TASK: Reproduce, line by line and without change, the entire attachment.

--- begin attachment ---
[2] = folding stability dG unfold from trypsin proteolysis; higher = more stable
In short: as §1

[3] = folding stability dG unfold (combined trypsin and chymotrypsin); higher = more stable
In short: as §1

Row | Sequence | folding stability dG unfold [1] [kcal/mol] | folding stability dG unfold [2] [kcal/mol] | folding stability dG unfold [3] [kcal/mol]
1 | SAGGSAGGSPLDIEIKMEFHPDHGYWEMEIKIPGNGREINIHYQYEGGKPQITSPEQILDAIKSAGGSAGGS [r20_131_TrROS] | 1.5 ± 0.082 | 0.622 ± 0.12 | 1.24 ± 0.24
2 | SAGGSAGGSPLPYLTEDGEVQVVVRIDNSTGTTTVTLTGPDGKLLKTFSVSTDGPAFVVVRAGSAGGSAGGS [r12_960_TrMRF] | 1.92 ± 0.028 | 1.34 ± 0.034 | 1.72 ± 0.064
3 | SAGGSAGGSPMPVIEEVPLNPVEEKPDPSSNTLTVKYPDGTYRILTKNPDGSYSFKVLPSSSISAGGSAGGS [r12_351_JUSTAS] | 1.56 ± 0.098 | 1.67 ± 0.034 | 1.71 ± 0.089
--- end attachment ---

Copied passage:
[2] = folding stability dG unfold from trypsin proteolysis; higher = more stable
In short: as §1

[3] = folding stability dG unfold (combined trypsin and chymotrypsin); higher = more stable
In short: as §1

Row | Sequence | folding stability dG unfold [1] [kcal/mol] | folding stability dG unfold [2] [kcal/mol] | folding stability dG unfold [3] [kcal/mol]
1 | SAGGSAGGSPLDIEIKMEFHPDHGYWEMEIKIPGNGREINIHYQYEGGKPQITSPEQILDAIKSAGGSAGGS [r20_131_TrROS] | 1.5 ± 0.082 | 0.622 ± 0.12 | 1.24 ± 0.24
2 | SAGGSAGGSPLPYLTEDGEVQVVVRIDNSTGTTTVTLTGPDGKLLKTFSVSTDGPAFVVVRAGSAGGSAGGS [r12_960_TrMRF] | 1.92 ± 0.028 | 1.34 ± 0.034 | 1.72 ± 0.064
3 | SAGGSAGGSPMPVIEEVPLNPVEEKPDPSSNTLTVKYPDGTYRILTKNPDGSYSFKVLPSSSISAGGSAGGS [r12_351_JUSTAS] | 1.56 ± 0.098 | 1.67 ± 0.034 | 1.71 ± 0.089